Scout: NASA’s Intruder Alert System Discovers Massive Rock Close Enough To Earth
Scientists and astronomers have discovered a massive asteroid that was close to the vicinity of the Earth on Nov. 20, 2016. But they are confidently sure it would not collide with the planet, thanks to a new NASA tool designed to detect potentially dangerous asteroids.
According to Scoop.It!, the space rock was detected in Maui, Hawaii, by NASA's newly computer based program called Scout. The tool is developed to detect incoming dangerous asteroids that probably targeting the Earth.
The computer-based program is still undergoing test at NASA's Jet Propulsion Laboratory in Pasedena, California. It aims to scan data from telescopes located worldwide and report calculations such as the estimated size, speed and the trajectory of the NEO or (Near Earth Object) that could potentially hit the Earth.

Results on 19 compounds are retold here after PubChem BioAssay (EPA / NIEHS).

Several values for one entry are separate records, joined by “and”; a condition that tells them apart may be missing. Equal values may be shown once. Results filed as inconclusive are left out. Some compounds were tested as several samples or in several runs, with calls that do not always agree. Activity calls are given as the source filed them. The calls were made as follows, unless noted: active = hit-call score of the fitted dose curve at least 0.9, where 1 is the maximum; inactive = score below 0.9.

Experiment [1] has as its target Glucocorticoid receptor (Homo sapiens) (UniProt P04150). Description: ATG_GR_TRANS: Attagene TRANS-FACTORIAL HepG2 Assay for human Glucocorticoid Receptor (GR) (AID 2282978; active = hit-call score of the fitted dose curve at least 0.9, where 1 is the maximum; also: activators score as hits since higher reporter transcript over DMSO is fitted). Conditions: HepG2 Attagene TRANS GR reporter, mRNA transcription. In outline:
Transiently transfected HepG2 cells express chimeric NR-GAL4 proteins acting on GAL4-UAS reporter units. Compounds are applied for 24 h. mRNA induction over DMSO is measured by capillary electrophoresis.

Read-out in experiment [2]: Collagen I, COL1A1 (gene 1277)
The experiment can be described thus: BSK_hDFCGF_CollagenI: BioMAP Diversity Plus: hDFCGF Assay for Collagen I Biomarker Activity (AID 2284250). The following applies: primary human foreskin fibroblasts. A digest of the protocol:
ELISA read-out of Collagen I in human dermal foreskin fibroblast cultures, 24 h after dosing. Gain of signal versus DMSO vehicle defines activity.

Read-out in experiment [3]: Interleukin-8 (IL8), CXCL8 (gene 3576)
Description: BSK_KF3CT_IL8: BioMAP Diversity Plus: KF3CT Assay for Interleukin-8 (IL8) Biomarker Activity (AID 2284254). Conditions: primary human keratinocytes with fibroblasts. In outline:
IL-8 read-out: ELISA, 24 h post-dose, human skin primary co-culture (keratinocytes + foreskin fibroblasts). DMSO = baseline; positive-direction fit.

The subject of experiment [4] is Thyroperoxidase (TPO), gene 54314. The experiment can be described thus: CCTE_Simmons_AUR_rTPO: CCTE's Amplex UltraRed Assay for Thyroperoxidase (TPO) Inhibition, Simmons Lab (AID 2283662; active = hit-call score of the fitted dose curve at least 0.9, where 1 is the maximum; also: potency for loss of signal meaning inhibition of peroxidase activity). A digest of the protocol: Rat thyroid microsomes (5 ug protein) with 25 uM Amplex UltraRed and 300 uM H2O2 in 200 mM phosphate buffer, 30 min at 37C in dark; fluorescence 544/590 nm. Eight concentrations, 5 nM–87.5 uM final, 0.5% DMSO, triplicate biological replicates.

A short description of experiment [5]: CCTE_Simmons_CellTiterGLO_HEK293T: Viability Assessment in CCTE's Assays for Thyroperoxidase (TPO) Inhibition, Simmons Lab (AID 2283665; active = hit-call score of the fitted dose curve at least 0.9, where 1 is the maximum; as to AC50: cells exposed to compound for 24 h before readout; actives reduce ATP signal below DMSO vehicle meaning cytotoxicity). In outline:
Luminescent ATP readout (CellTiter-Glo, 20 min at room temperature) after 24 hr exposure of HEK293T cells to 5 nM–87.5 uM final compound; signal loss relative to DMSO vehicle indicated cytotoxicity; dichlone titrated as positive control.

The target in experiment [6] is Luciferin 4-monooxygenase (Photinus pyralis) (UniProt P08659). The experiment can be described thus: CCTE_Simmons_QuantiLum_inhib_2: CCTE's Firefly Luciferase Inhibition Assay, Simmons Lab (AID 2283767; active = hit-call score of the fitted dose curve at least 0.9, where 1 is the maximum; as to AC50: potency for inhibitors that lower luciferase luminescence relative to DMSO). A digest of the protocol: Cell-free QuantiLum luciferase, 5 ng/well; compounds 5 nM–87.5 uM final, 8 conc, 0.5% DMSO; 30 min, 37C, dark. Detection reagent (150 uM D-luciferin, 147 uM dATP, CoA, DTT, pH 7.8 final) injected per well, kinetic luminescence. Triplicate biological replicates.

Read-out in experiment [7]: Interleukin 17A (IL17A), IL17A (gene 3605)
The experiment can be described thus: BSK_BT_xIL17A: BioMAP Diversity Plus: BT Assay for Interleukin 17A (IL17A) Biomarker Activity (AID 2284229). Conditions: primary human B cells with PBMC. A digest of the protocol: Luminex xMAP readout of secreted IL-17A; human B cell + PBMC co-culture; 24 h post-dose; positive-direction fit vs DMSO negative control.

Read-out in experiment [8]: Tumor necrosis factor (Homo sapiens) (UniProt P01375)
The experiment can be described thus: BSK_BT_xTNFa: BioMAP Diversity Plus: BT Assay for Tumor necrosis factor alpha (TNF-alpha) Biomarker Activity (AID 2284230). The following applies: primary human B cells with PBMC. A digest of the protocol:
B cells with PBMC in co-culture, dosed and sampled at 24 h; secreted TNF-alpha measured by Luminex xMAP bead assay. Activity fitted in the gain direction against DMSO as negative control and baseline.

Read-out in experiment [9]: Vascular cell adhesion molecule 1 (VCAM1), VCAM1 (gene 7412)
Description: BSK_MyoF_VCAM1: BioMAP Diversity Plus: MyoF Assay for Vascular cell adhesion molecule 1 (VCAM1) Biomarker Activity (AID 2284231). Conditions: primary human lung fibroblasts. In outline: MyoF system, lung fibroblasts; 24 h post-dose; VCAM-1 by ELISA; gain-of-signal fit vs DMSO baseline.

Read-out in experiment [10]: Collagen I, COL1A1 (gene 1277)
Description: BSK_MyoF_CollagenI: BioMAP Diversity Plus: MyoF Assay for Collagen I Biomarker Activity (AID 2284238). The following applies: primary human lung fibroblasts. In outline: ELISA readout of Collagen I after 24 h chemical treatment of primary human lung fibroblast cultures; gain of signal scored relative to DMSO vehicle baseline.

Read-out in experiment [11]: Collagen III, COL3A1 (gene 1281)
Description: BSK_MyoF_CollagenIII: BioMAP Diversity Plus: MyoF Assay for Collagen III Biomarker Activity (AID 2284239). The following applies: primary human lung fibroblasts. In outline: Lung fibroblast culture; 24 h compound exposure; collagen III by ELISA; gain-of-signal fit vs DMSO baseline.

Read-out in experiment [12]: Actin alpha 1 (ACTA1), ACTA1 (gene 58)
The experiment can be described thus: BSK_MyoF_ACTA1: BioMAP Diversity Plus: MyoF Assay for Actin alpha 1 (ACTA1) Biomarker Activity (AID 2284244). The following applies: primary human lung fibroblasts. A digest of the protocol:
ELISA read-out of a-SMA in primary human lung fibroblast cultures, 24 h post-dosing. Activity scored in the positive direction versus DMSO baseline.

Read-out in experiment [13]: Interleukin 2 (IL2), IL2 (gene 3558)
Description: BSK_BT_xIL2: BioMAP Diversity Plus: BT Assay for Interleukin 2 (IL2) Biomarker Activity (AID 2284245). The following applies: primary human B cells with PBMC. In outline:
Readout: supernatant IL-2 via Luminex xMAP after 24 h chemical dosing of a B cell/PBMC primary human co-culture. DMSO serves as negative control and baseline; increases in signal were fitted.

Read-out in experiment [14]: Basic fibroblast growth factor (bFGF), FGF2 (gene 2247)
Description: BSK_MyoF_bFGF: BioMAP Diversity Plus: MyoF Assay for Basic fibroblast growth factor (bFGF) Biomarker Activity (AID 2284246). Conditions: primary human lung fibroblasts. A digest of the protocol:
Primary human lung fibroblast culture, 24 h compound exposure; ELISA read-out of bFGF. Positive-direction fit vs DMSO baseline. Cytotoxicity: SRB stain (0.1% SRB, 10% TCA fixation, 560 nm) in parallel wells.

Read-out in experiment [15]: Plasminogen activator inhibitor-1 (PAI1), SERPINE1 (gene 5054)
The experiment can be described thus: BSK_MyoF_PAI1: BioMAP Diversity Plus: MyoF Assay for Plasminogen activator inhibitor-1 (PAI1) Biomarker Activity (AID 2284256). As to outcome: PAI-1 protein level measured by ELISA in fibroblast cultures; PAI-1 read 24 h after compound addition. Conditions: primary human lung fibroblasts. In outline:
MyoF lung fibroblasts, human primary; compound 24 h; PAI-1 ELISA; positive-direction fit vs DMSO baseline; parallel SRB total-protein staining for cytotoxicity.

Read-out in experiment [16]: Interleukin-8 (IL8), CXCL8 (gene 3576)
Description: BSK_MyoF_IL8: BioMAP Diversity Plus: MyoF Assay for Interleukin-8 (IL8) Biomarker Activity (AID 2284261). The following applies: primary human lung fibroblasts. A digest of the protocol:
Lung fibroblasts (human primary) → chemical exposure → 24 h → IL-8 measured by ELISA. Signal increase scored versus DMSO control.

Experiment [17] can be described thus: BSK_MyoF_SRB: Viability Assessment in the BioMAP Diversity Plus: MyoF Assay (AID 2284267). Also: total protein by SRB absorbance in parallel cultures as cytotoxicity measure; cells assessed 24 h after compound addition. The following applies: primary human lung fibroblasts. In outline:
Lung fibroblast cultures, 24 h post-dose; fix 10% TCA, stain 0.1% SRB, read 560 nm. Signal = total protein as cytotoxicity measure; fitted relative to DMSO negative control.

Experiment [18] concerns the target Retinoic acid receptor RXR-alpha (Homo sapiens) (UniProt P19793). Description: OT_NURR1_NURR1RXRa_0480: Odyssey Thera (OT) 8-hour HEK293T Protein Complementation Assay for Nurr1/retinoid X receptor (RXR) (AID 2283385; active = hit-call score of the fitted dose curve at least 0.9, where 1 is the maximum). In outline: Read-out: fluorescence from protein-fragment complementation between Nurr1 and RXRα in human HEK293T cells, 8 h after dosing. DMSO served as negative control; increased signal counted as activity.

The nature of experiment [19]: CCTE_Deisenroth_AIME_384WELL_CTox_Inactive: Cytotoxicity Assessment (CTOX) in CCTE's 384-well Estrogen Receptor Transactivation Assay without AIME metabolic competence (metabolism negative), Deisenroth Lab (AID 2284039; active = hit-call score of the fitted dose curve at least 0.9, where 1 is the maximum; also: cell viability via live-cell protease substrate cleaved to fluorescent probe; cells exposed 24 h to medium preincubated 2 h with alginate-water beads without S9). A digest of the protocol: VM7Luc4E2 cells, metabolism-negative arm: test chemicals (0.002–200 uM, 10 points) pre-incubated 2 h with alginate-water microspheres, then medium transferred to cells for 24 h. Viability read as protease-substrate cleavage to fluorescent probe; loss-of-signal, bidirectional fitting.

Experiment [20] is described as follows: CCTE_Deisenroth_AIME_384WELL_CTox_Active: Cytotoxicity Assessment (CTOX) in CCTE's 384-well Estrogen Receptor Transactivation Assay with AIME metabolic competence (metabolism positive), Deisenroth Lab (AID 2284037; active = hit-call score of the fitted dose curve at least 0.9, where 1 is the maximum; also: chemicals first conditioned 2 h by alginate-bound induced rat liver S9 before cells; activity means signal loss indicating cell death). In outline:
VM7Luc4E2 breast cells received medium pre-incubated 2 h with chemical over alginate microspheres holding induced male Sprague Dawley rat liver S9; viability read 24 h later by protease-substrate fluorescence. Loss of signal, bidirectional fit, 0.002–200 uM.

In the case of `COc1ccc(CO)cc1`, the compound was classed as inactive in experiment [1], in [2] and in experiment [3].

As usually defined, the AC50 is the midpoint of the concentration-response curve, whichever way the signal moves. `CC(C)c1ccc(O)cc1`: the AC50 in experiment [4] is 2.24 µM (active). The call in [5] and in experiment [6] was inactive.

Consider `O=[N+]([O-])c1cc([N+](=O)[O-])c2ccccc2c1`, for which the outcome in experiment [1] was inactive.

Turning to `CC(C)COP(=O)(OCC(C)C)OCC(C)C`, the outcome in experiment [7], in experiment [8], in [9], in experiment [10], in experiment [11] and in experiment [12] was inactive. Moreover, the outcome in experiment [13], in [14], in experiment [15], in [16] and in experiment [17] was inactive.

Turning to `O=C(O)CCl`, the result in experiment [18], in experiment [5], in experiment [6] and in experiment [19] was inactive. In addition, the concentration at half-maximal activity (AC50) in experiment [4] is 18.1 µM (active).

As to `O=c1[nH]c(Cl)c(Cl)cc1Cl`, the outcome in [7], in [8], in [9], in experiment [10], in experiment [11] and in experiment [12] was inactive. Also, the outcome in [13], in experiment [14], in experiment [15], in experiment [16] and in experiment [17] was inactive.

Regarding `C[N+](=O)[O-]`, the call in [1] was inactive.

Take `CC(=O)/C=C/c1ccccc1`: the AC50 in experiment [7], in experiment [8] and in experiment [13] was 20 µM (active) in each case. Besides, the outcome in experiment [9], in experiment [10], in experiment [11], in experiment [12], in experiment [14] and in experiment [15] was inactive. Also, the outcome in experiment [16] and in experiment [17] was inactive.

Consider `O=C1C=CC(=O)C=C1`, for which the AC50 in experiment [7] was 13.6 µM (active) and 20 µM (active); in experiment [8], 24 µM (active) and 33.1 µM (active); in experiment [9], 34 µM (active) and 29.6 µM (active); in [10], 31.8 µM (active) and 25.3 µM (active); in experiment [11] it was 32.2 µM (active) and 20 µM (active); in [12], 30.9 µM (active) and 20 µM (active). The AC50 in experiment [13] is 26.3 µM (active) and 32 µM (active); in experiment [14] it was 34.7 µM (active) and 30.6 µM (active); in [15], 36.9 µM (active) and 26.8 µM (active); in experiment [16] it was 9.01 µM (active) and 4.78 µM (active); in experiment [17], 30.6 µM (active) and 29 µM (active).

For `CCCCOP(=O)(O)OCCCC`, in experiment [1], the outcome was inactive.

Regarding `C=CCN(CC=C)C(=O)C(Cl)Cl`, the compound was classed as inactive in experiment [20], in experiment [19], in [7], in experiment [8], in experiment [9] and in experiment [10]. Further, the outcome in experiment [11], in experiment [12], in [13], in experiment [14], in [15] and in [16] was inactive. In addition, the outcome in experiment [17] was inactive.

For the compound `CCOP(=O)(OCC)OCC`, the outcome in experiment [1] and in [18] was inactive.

According to Paul Chodas, NASA Jet Propulsion Lab Astronomer, "The NASA surveys are finding something like at least five asteroids every night. When a telescope first finds a moving object, all you know is it's just a dot, moving on the sky." In addition, "The more telescopes you get pointed at an object, the more data you get, and the more you're sure how big it is and which way it's headed. But sometimes you don't have a lot of time to make those observations."
Furthermore, JPL's Davide Farnocchia said that, "Objects can come close to the Earth shortly after discovery, sometime one day, two days, even hours in some cases." The main objective of Scout is to determine the discovery process as fast as it could possibly be.
NPR reported that space rock that whizzed on Oct. 26 was discovered on the night of Oct. 25 to Oct. 26 by the NASA-funded Panoramic Survey Telescope & Rapid Response System (Pan-STARRS) in Maui, Hawaii. After a few hours, initial details appeared on the web page, which was maintained by the Minor Planet Center at the Smithsonian Observatory. Finally, Scout calculated that the rock will miss on striking the Earth by 300,000 kilometers.